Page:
Feeding your reptile is an exciting part of owning one! There is special care needed to care for your scaly friend.
Your snake needs some type of hide box. This is a place to hide inside the habitat. Your snake will be nervous to eat in the open and prefers a place to hide that is snug, warm and dark.
To help prevent underfeeding, snakes should be given a feeder as large as the widest part of their body, and lizards should be given a feeder the size of the distance between their eyes.
For first time feedings, your snake will need complete privacy for about 4 feedings. They need to acclimate to their new home, so give them plenty of privacy and try not to handle them until after 4 feedings. Then, you can watch your snake eat without causing your snake anxiety.
Never microwave the rodents to thaw or warm: This not only takes away valuable nutrients needed, but it could harm your pet.
To thaw, simply lay out the same way you would any frozen meat you might eat. It is perfectly fine to put the rodent in a sealed plastic bag or directly into hot water. Running hot water over the rodent and turning the rodent around in the running water will thaw the rodent quicker and warm the rodent so that it is more desirable for your snake. Reptiles respond well to heat as they use infra red to hunt prey, so a warm rodent will help your feeding process.
If after a few weeks of unsuccessful feeding, it is a good idea to put a few drops of soap on your rodent to wash it off. Rinse the soap off thoroughly by letting hot water run over the rodent for about 60 seconds, and do not handle the rodent with your hands if possible..
Once your rodent is ready to feed, use a pair of tongs or some other device to hold the rodent. Never feed your reptile with your hand for the following reasons. First, they will start to identify your hand as their source of food and they will begin to strike at you when you go to pick them up, thinking they are going to eat. Secondly, you will be bitten.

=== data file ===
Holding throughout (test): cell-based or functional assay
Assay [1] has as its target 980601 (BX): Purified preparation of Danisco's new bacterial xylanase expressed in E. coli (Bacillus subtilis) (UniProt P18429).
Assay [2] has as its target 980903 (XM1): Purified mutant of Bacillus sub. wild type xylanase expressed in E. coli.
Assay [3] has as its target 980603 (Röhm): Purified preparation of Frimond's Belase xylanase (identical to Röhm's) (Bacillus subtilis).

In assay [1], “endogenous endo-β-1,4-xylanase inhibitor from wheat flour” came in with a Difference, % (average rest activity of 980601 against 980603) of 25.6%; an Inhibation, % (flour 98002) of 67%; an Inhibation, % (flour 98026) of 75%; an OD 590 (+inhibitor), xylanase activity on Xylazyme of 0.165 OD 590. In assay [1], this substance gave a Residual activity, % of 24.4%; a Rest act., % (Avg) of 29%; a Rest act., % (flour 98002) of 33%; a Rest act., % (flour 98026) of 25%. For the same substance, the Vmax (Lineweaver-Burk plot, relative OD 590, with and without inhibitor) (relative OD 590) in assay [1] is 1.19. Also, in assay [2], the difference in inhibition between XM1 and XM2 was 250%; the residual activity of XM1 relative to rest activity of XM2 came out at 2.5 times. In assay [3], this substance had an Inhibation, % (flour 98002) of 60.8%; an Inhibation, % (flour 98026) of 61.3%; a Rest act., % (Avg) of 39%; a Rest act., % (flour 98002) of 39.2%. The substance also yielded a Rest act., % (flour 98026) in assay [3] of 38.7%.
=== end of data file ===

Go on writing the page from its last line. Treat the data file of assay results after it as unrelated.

To interest your reptile, using tongs, gently wiggle the rodent in front of your reptile until they strike and eat. If they refuse to strike, simply drop the rodent in front of the snake and leave them alone for about an hour. Sometimes, they just want to eat alone.
If your little friend has not eaten in a few days, no need to worry. Your reptile not eating can be common and is nothing to be alarmed or panicked about.
Give them a bath! Yes, snakes respond well to bathing. You can put them under a faucet with cool-to-warm water. Do not use hot water to bathe your snake. Using mild soap, use your hands to wash them down, rinse them well, and do not dry them off-- Simply put them back into their habitat.
Once you try any of these steps, leave them alone for a few days. Do not try to feed them or hold them. Just let them adjust and work out their issues all by themselves.
Snakes can go weeks and even months without eating and remain healthy. They will lose girth (weight), but they will not starve to death in a few weeks or even up to 6 months.
Any of these steps should encourage help change your reptiles mind into eating again.
It is best to feed your snake on a schedule and to feed them 3 times a week. Your snake needs to eat a minimum of once per week and it is best to keep a schedule. You can attempt to feed them more than one rodent once they finish the first rodent. If they desire a third rodent, it may be time to move up in size. It is fine to continue feeding off the smaller sizes.
If your snake regurgitates, do not attempt to feed them for two weeks. Remove the remains of the rodent and discard it. This will give them time to build back stomach acids needed for digestion. After two weeks, reintroduce food to them on their regular schedule.
You're all set. Enjoy the excitement and adventures of owning and feeding an amazing creature.